Uses extended stored procedures (xp_findnextmsg, xp_readmail, and xp_deletemail) to process incoming mail messages from the inbox for Microsoft SQL Server. Each message is expected to contain a single query in the message body. This procedure uses the xp_sendmail extended stored procedure to return the result set as an attachment to the message sender.
Avoid using this procedure. The sp_processmail procedure processes information sent to you by mail from unknown sources and can be used to introduce malicious code into your environment. You must take great care to validate the code before executing it. This procedure is included for backward compatibility, but is not installed until you enable SQL Mail.
This feature will be removed in a future version of Microsoft SQL Server. Avoid using this feature in new development work, and plan to modify applications that currently use this feature.
Incoming e-mail is expected to have a single valid SQL Server query as the message text. sp_processmail only handles unread messages. The results of the query are returned to the message sender and copied to any e-mail users on the CC: list of the original message. After messages are processed, they are deleted from the inbox. If e-mail is often sent to the server, sp_processmail should be run frequently. To set up regular e-mail processing, you can use SQL Server Agent to schedule an sp_processmail job. This processes mail at the specified frequency and records an informational message with the number of queries processed in the job history.
Results are sent as an attached file. The complete file name sent consists of "Sql" followed by a random string of numbers and the specified file-type extension, for example, Sql356.txt.
To attach an appropriate icon to the mail message, make sure the file type is associated properly. To create a file association, double-click My Computer on your desktop and select Folder Options from the Tools menu. On the File Types tab, in the Folder Options dialog box, specify the application to use to open the file.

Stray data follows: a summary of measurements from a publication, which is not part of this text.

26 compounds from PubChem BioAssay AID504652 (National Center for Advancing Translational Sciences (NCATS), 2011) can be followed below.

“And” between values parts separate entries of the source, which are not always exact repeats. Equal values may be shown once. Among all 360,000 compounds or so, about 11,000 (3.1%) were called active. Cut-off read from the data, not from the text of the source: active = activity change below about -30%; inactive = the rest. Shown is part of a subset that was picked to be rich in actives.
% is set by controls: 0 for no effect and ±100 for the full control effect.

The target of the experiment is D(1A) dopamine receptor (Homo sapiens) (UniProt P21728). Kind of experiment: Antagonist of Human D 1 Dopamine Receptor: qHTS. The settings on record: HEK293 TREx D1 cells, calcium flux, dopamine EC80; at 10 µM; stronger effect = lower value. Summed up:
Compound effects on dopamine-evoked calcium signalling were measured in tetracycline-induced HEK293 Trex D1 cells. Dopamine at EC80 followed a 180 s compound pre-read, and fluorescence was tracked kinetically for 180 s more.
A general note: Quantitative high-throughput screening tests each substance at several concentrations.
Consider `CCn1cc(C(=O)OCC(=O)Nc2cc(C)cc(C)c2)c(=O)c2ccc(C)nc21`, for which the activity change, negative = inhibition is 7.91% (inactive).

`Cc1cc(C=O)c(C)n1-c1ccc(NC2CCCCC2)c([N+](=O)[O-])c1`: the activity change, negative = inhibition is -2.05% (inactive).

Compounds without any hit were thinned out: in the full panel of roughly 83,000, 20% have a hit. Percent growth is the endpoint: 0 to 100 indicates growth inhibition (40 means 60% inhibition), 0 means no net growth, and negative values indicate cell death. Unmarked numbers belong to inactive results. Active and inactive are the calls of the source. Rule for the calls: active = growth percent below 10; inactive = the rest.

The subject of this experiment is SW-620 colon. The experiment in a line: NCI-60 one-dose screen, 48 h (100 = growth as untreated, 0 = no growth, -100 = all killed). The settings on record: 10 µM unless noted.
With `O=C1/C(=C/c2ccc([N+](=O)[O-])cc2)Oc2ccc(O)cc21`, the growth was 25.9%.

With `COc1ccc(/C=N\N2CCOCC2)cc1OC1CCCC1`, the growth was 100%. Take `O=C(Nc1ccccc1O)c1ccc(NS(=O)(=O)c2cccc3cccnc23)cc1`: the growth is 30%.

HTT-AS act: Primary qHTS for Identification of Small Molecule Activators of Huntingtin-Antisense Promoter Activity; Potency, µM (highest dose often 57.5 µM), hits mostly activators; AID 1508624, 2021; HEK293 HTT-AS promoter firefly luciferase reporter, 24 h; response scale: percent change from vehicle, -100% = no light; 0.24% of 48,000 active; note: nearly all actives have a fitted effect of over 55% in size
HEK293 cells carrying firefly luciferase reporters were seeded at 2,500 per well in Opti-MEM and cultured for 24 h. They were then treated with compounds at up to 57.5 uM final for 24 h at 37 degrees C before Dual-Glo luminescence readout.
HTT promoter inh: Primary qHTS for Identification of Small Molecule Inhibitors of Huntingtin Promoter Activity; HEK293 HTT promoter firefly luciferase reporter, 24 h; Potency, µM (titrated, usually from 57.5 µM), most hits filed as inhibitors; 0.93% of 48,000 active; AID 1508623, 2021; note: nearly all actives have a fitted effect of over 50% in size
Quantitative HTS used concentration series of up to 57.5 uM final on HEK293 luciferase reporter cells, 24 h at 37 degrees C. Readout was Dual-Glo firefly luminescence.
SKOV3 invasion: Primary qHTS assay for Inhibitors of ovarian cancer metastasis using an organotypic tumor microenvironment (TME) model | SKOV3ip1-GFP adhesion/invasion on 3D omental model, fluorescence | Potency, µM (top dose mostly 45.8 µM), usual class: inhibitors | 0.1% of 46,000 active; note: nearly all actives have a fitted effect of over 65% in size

Different sp_processmail jobs can be set up for queries in different databases. For example, you could adopt the convention that queries to the AdventureWorks database must have a subject of "SQL:AdventureWorks." Then, you could run sp_processmail specifying a subject of SQL:AdventureWorks and a dbname of AdventureWorks. Different database queries and groupings can have other formatting structures. For example, distribution tasks can have a subject of SQL:distribution and a dbname of distribution. Any of these can be scheduled jobs with the SQL Server Agent.
The sp_processmail system stored procedure can also be customized in many ways by retrieving the text of the procedure with the sp_helptext system stored procedure, modifying the Transact-SQL code, and creating a new procedure with customized behavior. Possible changes include:
Process only certain custom message types using the @type parameter with the xp_findnextmsg extended stored procedure.
Mark the message as read but do not delete the message after processing (execute xp_readmail a second time with peek set to false).
Send the query results in the body of the e-mail message by calling xp_sendmail with attach_result set to false, and removing the attachments parameter.
Set the security context to run the query in a user context based on the message sender. If the e-mail user names are the same as your SQL Server user names, this is as simple as changing the call to xp_sendmail to use set_user = @originator. If your mail user names are not valid SQL Server user names (for example, if they contain embedded blanks), you could do a table lookup or character substitution to get the appropriate SQL Server user name to pass to xp_sendmail.
The following example processes all messages in the inbox as queries in the AdventureWorks database. Result sets are returned to the client in CSV (comma-separated values) format.
EXEC sp_processmail @filetype = 'CSV' ,@separator = ',' ,@dbuse = 'AdventureWorks';